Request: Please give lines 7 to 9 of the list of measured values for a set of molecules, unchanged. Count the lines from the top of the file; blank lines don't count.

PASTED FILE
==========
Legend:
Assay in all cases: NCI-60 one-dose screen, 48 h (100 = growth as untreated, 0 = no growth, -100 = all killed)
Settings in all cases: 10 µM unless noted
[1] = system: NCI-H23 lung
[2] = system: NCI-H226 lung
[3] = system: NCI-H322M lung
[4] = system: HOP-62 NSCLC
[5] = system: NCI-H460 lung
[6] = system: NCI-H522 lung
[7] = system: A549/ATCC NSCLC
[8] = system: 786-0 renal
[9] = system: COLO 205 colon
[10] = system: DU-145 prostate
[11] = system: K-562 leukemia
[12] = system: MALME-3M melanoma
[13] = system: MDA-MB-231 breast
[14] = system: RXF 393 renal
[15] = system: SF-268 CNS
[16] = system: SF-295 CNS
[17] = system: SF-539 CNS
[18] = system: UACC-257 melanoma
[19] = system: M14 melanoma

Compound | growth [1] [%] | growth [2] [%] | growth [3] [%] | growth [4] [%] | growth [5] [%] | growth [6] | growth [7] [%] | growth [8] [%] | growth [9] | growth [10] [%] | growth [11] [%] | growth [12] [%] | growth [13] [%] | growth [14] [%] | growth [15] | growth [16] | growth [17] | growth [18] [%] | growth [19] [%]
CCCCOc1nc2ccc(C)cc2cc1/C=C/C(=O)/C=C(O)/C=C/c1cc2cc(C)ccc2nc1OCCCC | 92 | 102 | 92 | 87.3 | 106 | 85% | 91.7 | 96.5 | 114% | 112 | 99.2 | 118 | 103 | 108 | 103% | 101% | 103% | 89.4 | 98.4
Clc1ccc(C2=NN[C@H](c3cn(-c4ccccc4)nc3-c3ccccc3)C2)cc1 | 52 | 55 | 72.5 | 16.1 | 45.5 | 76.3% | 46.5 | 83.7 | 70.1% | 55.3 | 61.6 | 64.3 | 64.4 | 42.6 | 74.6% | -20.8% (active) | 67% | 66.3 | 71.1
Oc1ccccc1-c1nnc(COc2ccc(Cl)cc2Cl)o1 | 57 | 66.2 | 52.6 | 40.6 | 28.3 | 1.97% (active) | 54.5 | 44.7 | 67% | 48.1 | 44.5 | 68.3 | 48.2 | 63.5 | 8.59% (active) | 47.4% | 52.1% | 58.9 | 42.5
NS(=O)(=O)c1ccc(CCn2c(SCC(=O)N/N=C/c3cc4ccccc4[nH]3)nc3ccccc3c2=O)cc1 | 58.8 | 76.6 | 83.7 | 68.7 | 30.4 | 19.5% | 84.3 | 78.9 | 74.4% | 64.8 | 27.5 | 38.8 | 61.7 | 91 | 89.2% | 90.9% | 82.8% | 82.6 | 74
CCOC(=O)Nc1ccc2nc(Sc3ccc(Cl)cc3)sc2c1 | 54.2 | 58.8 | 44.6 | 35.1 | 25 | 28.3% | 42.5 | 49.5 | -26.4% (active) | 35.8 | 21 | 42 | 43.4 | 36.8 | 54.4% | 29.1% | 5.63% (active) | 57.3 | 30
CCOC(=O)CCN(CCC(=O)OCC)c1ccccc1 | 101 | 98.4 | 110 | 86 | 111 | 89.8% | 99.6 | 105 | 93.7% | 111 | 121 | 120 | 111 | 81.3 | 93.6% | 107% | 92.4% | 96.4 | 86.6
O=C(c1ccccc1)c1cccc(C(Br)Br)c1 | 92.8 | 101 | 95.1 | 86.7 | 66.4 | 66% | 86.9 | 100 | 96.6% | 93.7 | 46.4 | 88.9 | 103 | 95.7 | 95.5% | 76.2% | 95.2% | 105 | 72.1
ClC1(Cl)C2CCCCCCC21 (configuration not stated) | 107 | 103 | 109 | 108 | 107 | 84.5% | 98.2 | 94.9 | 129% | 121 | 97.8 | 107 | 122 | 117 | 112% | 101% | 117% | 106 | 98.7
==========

[4] = system: HOP-62 NSCLC
[5] = system: NCI-H460 lung
[6] = system: NCI-H522 lung